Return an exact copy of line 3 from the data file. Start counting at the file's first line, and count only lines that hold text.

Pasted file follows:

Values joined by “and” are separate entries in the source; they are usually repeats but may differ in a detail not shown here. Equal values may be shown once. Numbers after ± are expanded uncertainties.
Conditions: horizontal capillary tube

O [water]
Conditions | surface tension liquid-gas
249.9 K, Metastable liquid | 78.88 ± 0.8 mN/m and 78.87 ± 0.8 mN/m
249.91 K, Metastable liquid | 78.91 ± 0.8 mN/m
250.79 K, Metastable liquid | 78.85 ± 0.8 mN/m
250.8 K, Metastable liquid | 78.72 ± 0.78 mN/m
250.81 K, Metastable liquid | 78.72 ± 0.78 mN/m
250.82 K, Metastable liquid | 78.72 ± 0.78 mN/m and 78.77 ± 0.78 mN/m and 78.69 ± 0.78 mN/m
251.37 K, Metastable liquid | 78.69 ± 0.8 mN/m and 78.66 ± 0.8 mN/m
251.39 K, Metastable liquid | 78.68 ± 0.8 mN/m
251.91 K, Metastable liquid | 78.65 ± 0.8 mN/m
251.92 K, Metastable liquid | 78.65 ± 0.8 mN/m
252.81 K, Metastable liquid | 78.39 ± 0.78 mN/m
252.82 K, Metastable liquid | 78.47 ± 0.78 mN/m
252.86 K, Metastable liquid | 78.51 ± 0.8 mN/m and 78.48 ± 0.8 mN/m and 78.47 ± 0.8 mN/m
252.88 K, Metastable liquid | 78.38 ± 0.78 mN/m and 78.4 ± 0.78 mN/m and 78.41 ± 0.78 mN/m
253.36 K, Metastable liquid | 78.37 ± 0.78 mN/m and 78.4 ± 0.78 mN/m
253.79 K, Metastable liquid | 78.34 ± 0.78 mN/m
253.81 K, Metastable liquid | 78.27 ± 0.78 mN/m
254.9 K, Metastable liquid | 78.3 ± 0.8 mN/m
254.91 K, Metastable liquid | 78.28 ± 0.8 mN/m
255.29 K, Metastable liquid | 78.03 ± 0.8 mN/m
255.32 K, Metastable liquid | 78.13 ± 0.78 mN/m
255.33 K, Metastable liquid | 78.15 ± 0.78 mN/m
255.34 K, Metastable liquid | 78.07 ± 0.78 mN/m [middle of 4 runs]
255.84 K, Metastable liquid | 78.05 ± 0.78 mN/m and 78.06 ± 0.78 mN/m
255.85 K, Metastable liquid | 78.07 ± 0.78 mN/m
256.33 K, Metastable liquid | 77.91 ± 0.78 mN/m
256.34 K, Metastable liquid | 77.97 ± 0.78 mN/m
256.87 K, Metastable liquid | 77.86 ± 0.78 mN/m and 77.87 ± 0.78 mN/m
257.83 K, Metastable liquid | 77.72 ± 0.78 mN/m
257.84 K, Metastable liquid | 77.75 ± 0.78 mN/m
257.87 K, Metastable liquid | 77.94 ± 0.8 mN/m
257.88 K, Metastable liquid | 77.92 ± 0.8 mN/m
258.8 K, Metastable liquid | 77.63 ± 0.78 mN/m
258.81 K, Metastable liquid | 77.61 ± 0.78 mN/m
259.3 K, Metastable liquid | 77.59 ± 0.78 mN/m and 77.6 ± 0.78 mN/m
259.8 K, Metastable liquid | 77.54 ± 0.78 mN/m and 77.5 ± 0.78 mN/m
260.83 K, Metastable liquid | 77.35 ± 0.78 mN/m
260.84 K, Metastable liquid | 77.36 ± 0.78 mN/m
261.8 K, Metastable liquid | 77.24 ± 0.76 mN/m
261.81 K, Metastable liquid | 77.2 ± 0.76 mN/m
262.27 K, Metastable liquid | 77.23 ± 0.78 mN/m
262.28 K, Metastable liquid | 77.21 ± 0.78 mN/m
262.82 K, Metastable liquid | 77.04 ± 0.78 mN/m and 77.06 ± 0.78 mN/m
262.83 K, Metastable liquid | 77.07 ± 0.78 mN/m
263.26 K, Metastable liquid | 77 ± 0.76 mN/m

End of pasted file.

O [water]